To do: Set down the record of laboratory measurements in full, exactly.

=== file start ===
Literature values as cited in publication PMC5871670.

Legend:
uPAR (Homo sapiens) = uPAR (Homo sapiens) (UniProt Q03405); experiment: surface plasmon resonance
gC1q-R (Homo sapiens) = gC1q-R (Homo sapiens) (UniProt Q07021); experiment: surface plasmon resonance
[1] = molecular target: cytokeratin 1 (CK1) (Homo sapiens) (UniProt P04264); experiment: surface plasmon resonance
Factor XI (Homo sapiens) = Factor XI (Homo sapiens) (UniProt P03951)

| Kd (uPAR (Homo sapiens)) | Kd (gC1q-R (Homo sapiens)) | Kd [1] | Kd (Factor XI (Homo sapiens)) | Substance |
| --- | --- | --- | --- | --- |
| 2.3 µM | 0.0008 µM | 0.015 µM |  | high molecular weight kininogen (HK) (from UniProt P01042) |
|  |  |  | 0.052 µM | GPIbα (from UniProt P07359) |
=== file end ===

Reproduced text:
Literature values as cited in publication PMC5871670.

Legend:
uPAR (Homo sapiens) = uPAR (Homo sapiens) (UniProt Q03405); experiment: surface plasmon resonance
gC1q-R (Homo sapiens) = gC1q-R (Homo sapiens) (UniProt Q07021); experiment: surface plasmon resonance
[1] = molecular target: cytokeratin 1 (CK1) (Homo sapiens) (UniProt P04264); experiment: surface plasmon resonance
Factor XI (Homo sapiens) = Factor XI (Homo sapiens) (UniProt P03951)

| Kd (uPAR (Homo sapiens)) | Kd (gC1q-R (Homo sapiens)) | Kd [1] | Kd (Factor XI (Homo sapiens)) | Substance |
| --- | --- | --- | --- | --- |
| 2.3 µM | 0.0008 µM | 0.015 µM |  | high molecular weight kininogen (HK) (from UniProt P01042) |
|  |  |  | 0.052 µM | GPIbα (from UniProt P07359) |